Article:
Below you will see an excerpt of our whitepaper on commercial property taxes, written by our
managing partner Blake Watterson. Click here
to download the full PDF.
With the Texas real estate market rising and your investment becoming more valuable, how are you
staying on top of your property taxes? Consider the following a guide to how your property is
taxed by the county and how to reduce your tax burden as much as possible.
Protest, Protest, Protest!
In order to get your property taxes decreased, you have to protest, or challenge, the taxable value
the county appraisal district (CAD) has placed on your property. Besides saving money immediately
on taxes, protesting allows you to establish a property value that can set you up for years of
savings. As you may know, the county can increase your commercial property tax value as much as they
see fit. The property value is subjective, which is why you want to protest the county’s valuation
if it’s unreasonably high.
The county will accept anything from a handwritten note to the state-issued protest form as an
adequate formal protest. There are a couple dates to remember through the process
These dates typically remain the same from year to year, and it’s important to meet the deadlines,
as missing them can be costly and frustrating.
How do you calculate what your property is reasonably worth? The first step is to determine the
status of the property and then place a fair range of value on it. There are three typical property
- Recently purchased – property value will change significantly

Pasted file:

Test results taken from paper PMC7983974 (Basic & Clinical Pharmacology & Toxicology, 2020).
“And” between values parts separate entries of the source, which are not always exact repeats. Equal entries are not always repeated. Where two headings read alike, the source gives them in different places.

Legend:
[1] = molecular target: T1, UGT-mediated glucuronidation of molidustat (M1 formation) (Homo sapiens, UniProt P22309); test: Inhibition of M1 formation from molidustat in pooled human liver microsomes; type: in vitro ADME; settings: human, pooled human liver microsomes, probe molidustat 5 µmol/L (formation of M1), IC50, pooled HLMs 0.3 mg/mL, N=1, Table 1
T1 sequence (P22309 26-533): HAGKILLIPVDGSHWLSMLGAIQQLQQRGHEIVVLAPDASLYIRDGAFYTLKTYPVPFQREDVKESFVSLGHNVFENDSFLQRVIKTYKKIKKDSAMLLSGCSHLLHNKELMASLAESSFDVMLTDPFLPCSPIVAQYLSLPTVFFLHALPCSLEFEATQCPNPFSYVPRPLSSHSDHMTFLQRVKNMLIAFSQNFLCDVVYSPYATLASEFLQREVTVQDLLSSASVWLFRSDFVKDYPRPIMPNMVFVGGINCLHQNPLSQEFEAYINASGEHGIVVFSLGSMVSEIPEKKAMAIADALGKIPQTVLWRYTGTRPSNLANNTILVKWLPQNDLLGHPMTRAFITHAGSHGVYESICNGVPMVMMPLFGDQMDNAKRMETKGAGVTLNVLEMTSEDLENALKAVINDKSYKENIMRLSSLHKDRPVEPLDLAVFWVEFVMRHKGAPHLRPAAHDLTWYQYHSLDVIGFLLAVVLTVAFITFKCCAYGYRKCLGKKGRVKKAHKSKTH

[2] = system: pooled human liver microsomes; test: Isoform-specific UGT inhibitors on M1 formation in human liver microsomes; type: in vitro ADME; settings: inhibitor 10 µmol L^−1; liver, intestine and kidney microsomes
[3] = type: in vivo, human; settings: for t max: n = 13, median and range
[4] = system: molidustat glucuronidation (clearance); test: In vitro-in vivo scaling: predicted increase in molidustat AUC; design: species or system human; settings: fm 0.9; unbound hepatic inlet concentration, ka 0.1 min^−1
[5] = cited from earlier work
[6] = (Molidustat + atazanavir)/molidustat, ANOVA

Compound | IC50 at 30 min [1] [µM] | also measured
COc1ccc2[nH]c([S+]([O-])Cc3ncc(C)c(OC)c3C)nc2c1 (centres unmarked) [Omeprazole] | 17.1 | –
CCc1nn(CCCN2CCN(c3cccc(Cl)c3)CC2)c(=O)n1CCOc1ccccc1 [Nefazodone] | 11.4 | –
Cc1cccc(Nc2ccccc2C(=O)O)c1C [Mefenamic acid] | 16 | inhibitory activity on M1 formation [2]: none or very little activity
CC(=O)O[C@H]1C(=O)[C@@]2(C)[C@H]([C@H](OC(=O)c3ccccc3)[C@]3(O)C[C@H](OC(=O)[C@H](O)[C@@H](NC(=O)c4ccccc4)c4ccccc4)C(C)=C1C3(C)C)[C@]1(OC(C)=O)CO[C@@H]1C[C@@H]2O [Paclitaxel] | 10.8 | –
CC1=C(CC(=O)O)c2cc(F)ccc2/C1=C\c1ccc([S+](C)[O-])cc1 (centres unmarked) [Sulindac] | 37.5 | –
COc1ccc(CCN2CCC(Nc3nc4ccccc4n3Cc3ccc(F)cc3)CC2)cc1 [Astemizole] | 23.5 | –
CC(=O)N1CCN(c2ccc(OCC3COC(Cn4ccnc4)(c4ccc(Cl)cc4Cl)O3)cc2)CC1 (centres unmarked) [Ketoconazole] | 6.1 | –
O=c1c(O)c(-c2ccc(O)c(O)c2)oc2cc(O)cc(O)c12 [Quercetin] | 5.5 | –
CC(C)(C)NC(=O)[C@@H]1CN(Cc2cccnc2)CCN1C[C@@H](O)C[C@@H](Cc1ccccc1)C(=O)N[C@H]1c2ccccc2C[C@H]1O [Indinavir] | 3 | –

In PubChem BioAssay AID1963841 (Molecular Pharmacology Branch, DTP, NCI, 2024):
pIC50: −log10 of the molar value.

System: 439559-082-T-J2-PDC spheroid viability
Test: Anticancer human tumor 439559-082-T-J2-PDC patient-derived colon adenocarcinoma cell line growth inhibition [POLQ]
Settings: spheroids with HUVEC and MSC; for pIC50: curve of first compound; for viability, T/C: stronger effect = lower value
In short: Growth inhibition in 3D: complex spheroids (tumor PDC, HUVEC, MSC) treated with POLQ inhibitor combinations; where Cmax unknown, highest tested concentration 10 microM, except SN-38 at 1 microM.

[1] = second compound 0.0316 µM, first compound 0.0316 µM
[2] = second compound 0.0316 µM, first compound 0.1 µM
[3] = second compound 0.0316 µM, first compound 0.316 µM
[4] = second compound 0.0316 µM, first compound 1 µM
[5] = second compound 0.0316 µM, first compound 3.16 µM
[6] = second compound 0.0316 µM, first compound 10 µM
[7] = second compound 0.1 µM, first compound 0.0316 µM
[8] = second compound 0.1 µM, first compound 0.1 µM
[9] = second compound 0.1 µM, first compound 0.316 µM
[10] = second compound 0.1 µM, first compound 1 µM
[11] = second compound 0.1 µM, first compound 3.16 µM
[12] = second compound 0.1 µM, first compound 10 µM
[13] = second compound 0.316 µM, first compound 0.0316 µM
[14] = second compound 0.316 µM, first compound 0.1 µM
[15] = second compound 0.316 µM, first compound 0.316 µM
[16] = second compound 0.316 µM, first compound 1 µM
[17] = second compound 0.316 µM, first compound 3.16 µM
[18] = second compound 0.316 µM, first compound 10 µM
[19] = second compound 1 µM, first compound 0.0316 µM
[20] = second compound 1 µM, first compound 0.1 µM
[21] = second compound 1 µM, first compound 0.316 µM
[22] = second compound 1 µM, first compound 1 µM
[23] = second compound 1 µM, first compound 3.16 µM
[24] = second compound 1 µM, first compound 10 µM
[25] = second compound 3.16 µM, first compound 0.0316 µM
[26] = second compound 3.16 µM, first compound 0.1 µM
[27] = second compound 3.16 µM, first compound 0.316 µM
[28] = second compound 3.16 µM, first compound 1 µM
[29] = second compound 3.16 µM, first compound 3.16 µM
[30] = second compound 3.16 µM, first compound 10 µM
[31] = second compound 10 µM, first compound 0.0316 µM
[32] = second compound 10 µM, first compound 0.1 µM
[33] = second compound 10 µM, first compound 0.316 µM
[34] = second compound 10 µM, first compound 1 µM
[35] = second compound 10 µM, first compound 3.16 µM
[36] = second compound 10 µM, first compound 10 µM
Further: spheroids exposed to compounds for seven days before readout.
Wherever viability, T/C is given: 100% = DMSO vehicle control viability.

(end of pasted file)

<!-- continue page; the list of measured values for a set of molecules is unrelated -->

The market has changed, and therefore the CAD used a study to raise or lower
the value to their idea of a correct market level
"Cruise control" – The value was changed in a previous protest season or in litigation and
is the same or close to the value determined at that time.
Let’s break those down one by one.
Owners of recently purchased commercial properties typically do
not disclose purchase price, so essentially, the county has to subjectively guess what the purchase
amount was in order to value it. Expect the county’s value to be 85% to 90% of the purchase price.
This does not mean the value is going to be equitable to similar properties, but this is a good rule
of thumb. Since a property’s valuation falls somewhere on a spectrum, a reasonable and fair
valuation would be in the middle. This of course assumes the purchase price is higher than most
properties and lowering the value would make it more in line with other properties. It’s worth
noting that property value will usually largely increase the year after the property is purchased.
So if your valuation seems unreasonably high the year after you purchase, don’t jump to assume it’s
incorrect, though it can be surprising.
A changing market can be a difficult time to place a value on a
property. The studies used to value the property, the financials, and specific property factors need
to be thoroughly analyzed to place a reasonable value on the property. In many cases, the county
overvalues properties in changing markets, placing the property owner in a position to either
protest or live with the value. If the county overvalues your property, it’s more important than
ever to challenge this value by protesting. If no protest is led, the property will move forward at
that value and it can be very dif cult to reduce the value once nal values are certified or agreed
upon by the county.
Cruise Control – Once the property value has been reduced or
increased and agreed upon, the following year’s value will be tough to reduce if little or no change
in value has happened. One exception to this would be if no protest has been led in a few years and
the value has remained the same. In this situation, you can make the argument that
the property hasn’t been looked at thoroughly and therefore deserves another look from someone
other than the CAD. In the situation where the value did not...
There's much more where that came from! Click here
to download the full PDF.